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Cued memory reactivation during sleep influences skill learning


Information acquired during waking can be reactivated during sleep, promoting memory stabilization. After people learned to produce two melodies in time with moving visual symbols, we enhanced relative performance by presenting one melody during an afternoon nap. Electrophysiological signs of memory processing during sleep corroborated the notion that appropriate auditory stimulation that does not disrupt sleep can nevertheless bias memory consolidation in relevant brain circuitry.

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Figure 1: Methods and behavioral results.
Figure 2: Sleep cues and physiology.

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We thank B. Mander, J. Saletin, S. Greer and D. Oudiette for technical help. This material is based on work supported by National Science Foundation grant BCS1025697, National Institute of Aging grant T32-AG020418 and National Institute of Neurological Diseases and Stroke grant T32-NS047987.

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Authors and Affiliations



J.W.A. and K.A.P. conceived the design and all of the authors contributed to developing the procedures. J.W.A. and J.K.O. collected the data. J.W.A. analyzed the data. J.W.A. and K.A.P. wrote the manuscript. All of the authors discussed the results and finalized the manuscript.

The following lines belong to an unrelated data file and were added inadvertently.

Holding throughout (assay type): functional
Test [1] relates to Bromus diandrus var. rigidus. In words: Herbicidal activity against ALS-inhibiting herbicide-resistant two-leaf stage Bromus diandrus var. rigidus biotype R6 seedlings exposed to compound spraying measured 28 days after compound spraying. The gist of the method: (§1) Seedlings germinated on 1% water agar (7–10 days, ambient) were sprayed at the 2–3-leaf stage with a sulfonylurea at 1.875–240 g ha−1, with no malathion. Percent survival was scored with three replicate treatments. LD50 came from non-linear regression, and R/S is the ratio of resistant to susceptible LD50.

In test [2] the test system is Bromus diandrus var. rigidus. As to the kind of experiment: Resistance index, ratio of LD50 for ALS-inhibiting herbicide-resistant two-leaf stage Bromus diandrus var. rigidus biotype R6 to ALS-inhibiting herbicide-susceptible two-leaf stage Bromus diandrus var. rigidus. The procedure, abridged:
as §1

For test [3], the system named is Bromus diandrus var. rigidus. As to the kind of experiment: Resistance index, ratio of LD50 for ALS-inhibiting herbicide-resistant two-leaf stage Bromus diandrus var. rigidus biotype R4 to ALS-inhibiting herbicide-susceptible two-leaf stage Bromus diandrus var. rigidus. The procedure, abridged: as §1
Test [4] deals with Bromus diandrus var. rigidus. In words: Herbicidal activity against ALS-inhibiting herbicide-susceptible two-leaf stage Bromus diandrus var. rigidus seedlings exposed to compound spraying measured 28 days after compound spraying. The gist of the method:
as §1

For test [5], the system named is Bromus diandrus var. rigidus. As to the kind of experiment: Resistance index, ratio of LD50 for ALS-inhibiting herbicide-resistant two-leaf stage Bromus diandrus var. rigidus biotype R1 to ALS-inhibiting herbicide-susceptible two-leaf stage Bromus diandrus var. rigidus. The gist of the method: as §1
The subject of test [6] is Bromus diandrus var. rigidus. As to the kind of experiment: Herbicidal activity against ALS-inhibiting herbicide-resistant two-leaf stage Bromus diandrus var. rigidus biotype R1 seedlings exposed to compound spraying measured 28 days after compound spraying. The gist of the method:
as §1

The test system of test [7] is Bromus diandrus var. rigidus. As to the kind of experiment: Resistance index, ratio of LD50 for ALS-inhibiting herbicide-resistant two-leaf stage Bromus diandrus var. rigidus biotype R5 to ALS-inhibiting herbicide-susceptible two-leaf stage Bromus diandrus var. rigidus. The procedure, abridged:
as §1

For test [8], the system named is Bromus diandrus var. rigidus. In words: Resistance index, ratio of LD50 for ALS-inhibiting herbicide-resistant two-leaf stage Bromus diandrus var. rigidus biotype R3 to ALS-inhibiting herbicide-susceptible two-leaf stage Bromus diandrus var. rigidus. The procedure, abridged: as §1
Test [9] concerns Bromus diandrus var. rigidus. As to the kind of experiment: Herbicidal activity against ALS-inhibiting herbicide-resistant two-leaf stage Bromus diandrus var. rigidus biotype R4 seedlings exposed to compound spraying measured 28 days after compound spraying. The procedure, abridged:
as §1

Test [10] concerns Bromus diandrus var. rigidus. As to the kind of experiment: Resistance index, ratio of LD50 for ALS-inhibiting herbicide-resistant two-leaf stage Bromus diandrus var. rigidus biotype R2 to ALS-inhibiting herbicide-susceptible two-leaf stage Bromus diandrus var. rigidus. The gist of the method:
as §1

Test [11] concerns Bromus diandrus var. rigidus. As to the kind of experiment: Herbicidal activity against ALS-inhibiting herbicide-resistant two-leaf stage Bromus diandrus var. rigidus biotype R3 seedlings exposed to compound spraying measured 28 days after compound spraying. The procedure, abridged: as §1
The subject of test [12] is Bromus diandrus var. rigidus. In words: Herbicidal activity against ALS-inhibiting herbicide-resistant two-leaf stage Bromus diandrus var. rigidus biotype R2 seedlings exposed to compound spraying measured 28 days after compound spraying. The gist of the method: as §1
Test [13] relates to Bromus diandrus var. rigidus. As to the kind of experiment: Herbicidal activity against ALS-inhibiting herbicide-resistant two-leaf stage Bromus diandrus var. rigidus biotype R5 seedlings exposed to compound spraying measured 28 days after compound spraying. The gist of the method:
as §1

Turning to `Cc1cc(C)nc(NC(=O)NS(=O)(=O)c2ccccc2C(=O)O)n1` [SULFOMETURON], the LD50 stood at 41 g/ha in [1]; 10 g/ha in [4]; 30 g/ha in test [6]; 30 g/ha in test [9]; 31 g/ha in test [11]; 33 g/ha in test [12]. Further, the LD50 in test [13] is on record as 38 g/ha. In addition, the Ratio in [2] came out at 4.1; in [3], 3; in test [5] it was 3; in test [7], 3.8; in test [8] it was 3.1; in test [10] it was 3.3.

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Correspondence to Ken A Paller.

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The authors declare no competing financial interests.

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Supplementary Figures 1–5, Supplementary Table 1 and Supplementary Results (PDF 1092 kb)

Supplementary Movie 1

A real-time movie of task performance. (MOV 10347 kb)

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Antony, J., Gobel, E., O'Hare, J. et al. Cued memory reactivation during sleep influences skill learning. Nat Neurosci 15, 1114–1116 (2012).

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